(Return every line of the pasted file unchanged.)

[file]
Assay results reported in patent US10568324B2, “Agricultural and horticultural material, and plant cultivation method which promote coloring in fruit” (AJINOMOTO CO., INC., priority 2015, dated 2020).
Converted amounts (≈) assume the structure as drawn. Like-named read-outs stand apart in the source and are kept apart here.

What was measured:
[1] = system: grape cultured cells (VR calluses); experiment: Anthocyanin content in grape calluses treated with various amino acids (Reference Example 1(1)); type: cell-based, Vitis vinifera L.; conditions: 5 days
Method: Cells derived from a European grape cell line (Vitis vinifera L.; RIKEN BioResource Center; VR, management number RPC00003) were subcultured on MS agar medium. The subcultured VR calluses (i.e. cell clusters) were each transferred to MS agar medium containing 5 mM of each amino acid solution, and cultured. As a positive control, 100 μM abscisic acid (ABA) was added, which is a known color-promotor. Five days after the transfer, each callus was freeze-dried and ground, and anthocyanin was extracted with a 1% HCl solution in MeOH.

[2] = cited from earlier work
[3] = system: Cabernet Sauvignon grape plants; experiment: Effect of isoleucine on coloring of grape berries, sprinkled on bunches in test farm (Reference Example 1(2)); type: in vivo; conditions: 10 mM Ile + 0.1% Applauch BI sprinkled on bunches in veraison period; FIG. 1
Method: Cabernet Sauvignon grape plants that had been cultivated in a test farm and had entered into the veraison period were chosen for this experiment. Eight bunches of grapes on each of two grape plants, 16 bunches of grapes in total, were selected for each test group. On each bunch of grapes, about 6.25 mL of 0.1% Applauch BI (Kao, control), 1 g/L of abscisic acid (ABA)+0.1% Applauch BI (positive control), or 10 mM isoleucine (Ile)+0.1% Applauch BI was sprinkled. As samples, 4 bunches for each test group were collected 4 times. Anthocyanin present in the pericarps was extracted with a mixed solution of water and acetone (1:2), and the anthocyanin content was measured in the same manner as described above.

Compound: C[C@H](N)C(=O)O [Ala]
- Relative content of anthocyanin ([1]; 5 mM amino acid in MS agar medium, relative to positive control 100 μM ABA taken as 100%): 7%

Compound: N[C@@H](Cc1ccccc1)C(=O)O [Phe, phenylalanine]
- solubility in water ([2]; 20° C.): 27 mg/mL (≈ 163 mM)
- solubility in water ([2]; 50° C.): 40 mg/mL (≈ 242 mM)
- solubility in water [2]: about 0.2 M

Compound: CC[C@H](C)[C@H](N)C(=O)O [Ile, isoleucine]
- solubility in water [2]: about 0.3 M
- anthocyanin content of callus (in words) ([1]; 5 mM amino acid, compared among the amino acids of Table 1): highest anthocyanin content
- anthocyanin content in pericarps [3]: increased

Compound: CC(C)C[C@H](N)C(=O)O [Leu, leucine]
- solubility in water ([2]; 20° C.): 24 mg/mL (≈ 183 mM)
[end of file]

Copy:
Assay results reported in patent US10568324B2, “Agricultural and horticultural material, and plant cultivation method which promote coloring in fruit” (AJINOMOTO CO., INC., priority 2015, dated 2020).
Converted amounts (≈) assume the structure as drawn. Like-named read-outs stand apart in the source and are kept apart here.

What was measured:
[1] = system: grape cultured cells (VR calluses); experiment: Anthocyanin content in grape calluses treated with various amino acids (Reference Example 1(1)); type: cell-based, Vitis vinifera L.; conditions: 5 days
Method: Cells derived from a European grape cell line (Vitis vinifera L.; RIKEN BioResource Center; VR, management number RPC00003) were subcultured on MS agar medium. The subcultured VR calluses (i.e. cell clusters) were each transferred to MS agar medium containing 5 mM of each amino acid solution, and cultured. As a positive control, 100 μM abscisic acid (ABA) was added, which is a known color-promotor. Five days after the transfer, each callus was freeze-dried and ground, and anthocyanin was extracted with a 1% HCl solution in MeOH.

[2] = cited from earlier work
[3] = system: Cabernet Sauvignon grape plants; experiment: Effect of isoleucine on coloring of grape berries, sprinkled on bunches in test farm (Reference Example 1(2)); type: in vivo; conditions: 10 mM Ile + 0.1% Applauch BI sprinkled on bunches in veraison period; FIG. 1
Method: Cabernet Sauvignon grape plants that had been cultivated in a test farm and had entered into the veraison period were chosen for this experiment. Eight bunches of grapes on each of two grape plants, 16 bunches of grapes in total, were selected for each test group. On each bunch of grapes, about 6.25 mL of 0.1% Applauch BI (Kao, control), 1 g/L of abscisic acid (ABA)+0.1% Applauch BI (positive control), or 10 mM isoleucine (Ile)+0.1% Applauch BI was sprinkled. As samples, 4 bunches for each test group were collected 4 times. Anthocyanin present in the pericarps was extracted with a mixed solution of water and acetone (1:2), and the anthocyanin content was measured in the same manner as described above.

Compound: C[C@H](N)C(=O)O [Ala]
- Relative content of anthocyanin ([1]; 5 mM amino acid in MS agar medium, relative to positive control 100 μM ABA taken as 100%): 7%

Compound: N[C@@H](Cc1ccccc1)C(=O)O [Phe, phenylalanine]
- solubility in water ([2]; 20° C.): 27 mg/mL (≈ 163 mM)
- solubility in water ([2]; 50° C.): 40 mg/mL (≈ 242 mM)
- solubility in water [2]: about 0.2 M

Compound: CC[C@H](C)[C@H](N)C(=O)O [Ile, isoleucine]
- solubility in water [2]: about 0.3 M
- anthocyanin content of callus (in words) ([1]; 5 mM amino acid, compared among the amino acids of Table 1): highest anthocyanin content
- anthocyanin content in pericarps [3]: increased

Compound: CC(C)C[C@H](N)C(=O)O [Leu, leucine]
- solubility in water ([2]; 20° C.): 24 mg/mL (≈ 183 mM)